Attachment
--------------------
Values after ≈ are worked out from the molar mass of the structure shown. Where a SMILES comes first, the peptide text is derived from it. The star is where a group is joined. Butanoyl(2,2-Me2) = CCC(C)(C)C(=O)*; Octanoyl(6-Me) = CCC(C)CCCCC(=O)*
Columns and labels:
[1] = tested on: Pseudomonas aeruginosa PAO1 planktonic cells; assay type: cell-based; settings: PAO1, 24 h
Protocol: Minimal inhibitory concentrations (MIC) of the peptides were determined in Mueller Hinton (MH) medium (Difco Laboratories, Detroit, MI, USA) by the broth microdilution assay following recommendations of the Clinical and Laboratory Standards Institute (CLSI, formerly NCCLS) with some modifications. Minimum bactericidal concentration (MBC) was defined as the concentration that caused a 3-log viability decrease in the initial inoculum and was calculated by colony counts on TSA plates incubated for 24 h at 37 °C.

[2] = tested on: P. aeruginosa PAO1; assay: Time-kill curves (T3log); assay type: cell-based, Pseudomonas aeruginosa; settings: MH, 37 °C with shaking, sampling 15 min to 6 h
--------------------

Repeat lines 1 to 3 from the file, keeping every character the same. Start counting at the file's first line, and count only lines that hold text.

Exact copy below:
Values after ≈ are worked out from the molar mass of the structure shown. Where a SMILES comes first, the peptide text is derived from it. The star is where a group is joined. Butanoyl(2,2-Me2) = CCC(C)(C)C(=O)*; Octanoyl(6-Me) = CCC(C)CCCCC(=O)*
Columns and labels:
[1] = tested on: Pseudomonas aeruginosa PAO1 planktonic cells; assay type: cell-based; settings: PAO1, 24 h